Month: October 2016

Creative Methods for Teaching a Foreign Language

Whether you’re a full-time teacher, a substitute, or a parent teaching at home, sometimes your students need a little push to learn. Topics may need to be made more interesting for a specific demographic, or they just need to feel a little more relevant to the students’ life. Foreign language lessons are no different. Most teachers are fully capable of being creative and coming up with ways to shake up a language lesson and here are just a couple of suggestions to help inspire.

  • Character Creation

Audience: Young Children

In this activity, children are asked to create a character. It can be anything their little minds may come up with—a human person, an animal, an imaginary creature, and beyond. To create this character, they must draw it and give it an accompanying written and spoken description and back story. For children, these descriptions do not have to be complex. It can be as simply as drawing the character—or, perhaps tracing parts and creating paper figurines, or something equally interesting and creative—and labeling the parts in the appropriate language, and telling a little about the character in a few short, simple sentences. This is an inventive way for them to practice their vocabulary.

  • Scene Reenactmentle-petit-prince

Audience: High School (and Older)

Most students love films, so a great way to get them interested and challenge their comprehension is to turn them into actors. Have them choose a film in their native language or one they have seen in the foreign language, especially if you have seen one recently during class. Then, ask them to pick a scene from that film of a certain length. Their assignment will be to perform the scene in the language being taught. If someone has a strong fear of performance, then the lesson can be adjusted and they can write the scene’s script in the appropriate language. By choosing their own film—within reason, of course—they have some freedom to express themselves, and the language becomes part of their interests.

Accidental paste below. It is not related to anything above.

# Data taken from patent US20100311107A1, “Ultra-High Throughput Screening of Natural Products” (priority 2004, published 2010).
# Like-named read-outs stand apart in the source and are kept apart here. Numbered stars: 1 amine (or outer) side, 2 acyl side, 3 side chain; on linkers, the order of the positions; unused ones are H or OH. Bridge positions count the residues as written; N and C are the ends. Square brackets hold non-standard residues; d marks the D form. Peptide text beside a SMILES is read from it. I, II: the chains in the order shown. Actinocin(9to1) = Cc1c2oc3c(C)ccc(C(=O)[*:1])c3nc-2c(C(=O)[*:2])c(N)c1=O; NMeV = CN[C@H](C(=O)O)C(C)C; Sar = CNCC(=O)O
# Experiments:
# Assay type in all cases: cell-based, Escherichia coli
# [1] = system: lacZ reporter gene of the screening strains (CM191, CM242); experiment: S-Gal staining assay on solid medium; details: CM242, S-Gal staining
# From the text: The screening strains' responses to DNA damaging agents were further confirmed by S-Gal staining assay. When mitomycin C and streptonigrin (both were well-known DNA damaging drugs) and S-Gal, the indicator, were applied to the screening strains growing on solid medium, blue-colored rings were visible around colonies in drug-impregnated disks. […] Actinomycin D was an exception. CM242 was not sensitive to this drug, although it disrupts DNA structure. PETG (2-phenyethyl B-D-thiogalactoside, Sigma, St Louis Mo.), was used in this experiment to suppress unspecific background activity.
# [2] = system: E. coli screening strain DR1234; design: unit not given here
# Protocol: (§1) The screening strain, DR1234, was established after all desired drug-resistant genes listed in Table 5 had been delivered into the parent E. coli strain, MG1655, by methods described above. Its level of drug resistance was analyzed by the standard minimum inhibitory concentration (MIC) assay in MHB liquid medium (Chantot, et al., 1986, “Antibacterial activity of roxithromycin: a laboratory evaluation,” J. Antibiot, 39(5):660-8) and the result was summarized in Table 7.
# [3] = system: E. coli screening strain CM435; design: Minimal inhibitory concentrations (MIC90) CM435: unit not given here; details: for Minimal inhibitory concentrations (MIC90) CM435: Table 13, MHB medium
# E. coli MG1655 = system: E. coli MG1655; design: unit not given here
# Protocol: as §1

The possibilities are almost endless; teachers can do so much with language when given the freedom to transform their classes and lessons. For teaching a foreign language materials and aids, and all sorts of extras for creative lesson-making, visit World of Reading online.

Being Bilingual Boosts the Brain

parisdvdbig1Many people function intelligently and healthily knowing only their native language. However, research and studies have long suggested that being bilingual is a strong benefit for a growing person’s brain health, as well as a person’s cultural experiences. Functioning in two languages—or more—is exercise for the mind that helps maintain its health.

The Education Benefits

Utilizing a language requires both hemispheres of the human brain; it calls for both logical and analytical thinking, and emotional and creative thinking. Those who learn as adults may take a more rational approach to comprehension, while a long-time bilingual individual—someone who learned at a young age—may have more a stronger grasp of social concepts. Studies have also shown that bilingual people may also speak better in general, leaving out unnecessary words and phrases and speaking more clearly.

The Brain Boost

Either way, the brain’s cognitive function is heightened. It has even been suggested that bi and multilingual brains have more gray matter. Speaking, reading, and writing in more than one language increases brain activity. This is mental exercise, and these workouts—like most other healthy activities—can prevent and delay certain problems, such as Alzheimer’s and related diseases.

These studies and ideas do not mean that someone with thorough knowledge of multiple languages is necessarily more intelligent than anyone else; it simply means that, in addition to the fun and cultural pluses of being multi or bilingual, there are potentially significant mental health benefits for those who work to become so. Ultimately, it is all about working toward a healthier brain.

If you are working toward becoming bilingual, visit World of Reading online. We have all that you need to pursue multi language education, whether for yourself, your students, or for your children. We have literature, textbooks, DVDs, audio, and much more. Come start your mental workout today.